Patron Saint Of The Mad Scientist: A Look At ‘The Island of Lost Souls’ (1932)

by Paul Batters

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‘Mr. Parker, do you know what it means to feel like God?’ Dr Moreau

The early 1930s saw the beginnings of the classic horror cycle, spawned by the incredible success of Universal’s two big releases, Dracula (1931) and Frankenstein (1932). Both films would put Universal on the map as the home of horror and other studios also sought to cash in on Universal’s success. Even M.G.M did with Tod Browning’s Freaks (1932). Paramount faired a little better with the brilliant remake of Dr Jekyll And Mr Hyde (1932) and in the same year made another film that, like Freaks, would be banned in the U.K. Based on the story ‘The Island Of Dr Moreau’, its’ author H.G Wells would also denounce the film. Despite Paramount’s huge advertising campaign, it was a commercial failure as well.

It would be forgotten until revived when interest in classic horror films grew during the 1960s, thanks to television re-runs and monster movie magazines like Famous Monsters Of Filmland.

As a result, The Island of Lost Souls (1932) has become a curiosity, as much as a deserved addition in the pantheon of the mad scientist genre.

So what makes it interesting?

The story itself has all the hallmarks of the horror film with the mad scientist at its’ core. On an isolated island, Dr Moreau (Charles Laughton) is obsessed with turning different animals into humans, delving into the possibilities of speeding up the process of evolution. This is itself reflects the aberration that other mad scientists find themselves involved with. However, unlike Dr. Frankenstein who seeks to create life from dead human tissue, Moreau aims to transform already living animals into humans. However, the aberration does not end there, as he also aims to mate his ‘creations’. It is into this world that our heroes, Edward Parker (Richard Arlen) and Ruth Thomas (Leila Hyams) are thrown, with Moreau’s intent to make them part of his experiments. At first, Moreau shows them his successes but also his ‘less successful experiments’ with a casual wave. Horrific enough – but there is more horror to come! Needless to say, the reviewer will attempt to avoid any further plot developments in order to spare the reader any spoilers. But of course no guarantees can be given.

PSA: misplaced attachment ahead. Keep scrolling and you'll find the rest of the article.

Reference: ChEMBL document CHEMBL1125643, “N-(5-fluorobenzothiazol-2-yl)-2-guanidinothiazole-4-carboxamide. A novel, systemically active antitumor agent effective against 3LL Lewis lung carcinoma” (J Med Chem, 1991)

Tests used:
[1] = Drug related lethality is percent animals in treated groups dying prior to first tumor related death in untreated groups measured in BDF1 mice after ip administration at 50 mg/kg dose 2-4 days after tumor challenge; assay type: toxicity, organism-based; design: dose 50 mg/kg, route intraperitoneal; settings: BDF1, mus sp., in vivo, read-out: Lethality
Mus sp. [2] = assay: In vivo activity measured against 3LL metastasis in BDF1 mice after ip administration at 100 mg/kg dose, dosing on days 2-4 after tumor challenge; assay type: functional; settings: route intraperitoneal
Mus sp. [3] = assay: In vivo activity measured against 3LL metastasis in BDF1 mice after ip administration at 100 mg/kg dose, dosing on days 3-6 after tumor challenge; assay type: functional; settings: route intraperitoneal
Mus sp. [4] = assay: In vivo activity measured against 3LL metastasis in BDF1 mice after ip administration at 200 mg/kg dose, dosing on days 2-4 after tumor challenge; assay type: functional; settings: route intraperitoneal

Thematically, The Island Of Lost Souls does explore the classic features of the mad scientist. Dr Moreau is a man who has isolated himself from the world in his pursuits and forgone the methodology of his discipline. Like Victor Frankenstein, he sneers at the mainstream scientific world and seeks answers in the same sacrilegious way. But of course such isolation creates a greater disconnect from a moral centre which questions his actions, as well as the fundamental aspect of science – peer assessment and the challenging of theories. Moreau, as a result, becomes a man who sees himself beyond reproach and thus the danger has long set in for Moreau. His sense of himself as a ‘god’ mirrors what Frankenstein initially feels. At one point, Moreau literally plagiarises Frankenstein and states “Do you know what it feels like to be God?’ However, Frankenstein’s ‘God moment’ will not last, as he is repelled by his creation and regrets his mistakes. Moreau, however, is undeterred and like the true mad scientist, continues ‘working ‘, not merely intoxicated by his ‘Godliness’ but is completely immersed in it.

Like Frankenstein, Moreau does not wish to be at the mercy of nature. Indeed, his goal is to control it, again reflecting the perception of himself as God. His desire to mate his creations with the at-first unsuspecting heroes of the story, expands on this desire for control. Yet here runs a deeper thematic concern that Moreau is as much a prisoner of this as are his creations. His desire to be God will be his downfall, as is the lot of any mad scientist. Trapped on his own island, Moreau is also trapped by his obsession and unable to look beyond it. Strangely, the concept of reason, which is a fundamental principle of science, eludes him completely. Admittedly, Parker’s attempt to play wiser head to Moreau is not only poorly done but also futile as well as beyond the reach of Parker. Moreau has developed his own logic to suit his schemes and experiments – as any mad scientist who knows his or her business would do.

Moreau is not ‘mad’ in the deranged sense of the world, nor is he a sadist fulfilled by the infliction of pain. Indeed, he is indifferent to the pain, which he inflicts, especially when examining his creations. The scene where he is examining Lota the Panther woman is particularly horrific, not only because of the pain and disgust that it draws from the audience but more so due to Moreau’s complete disconnection from Lota’s pain and the clinical method in which he examines her. As Randy Rasmussen points out in “Children Of The Night’, Moreau is enraged at Lota’s bestial flesh regaining its’ dominance but rejoices at her tears, as they betray her humanity – the aim of his experiments.

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But Moreau as God cannot only be sustained by his own self-image. It needs to be fed and endorsed by followers – hence the congregation being his own creations. Like any god, Moreau sets the laws to be lived by, partially so that he can control them but also because it feeds his god-like status and illustrated his control over nature. The laws are spoken as ritual by the creatures and they are further controlled by the fear of the House Of Pain, the place of punishment where the breakers of the law are sent. Moreau’s whip and gun are but extensions of his will, both of which represent law and order rather than any sadistic quality.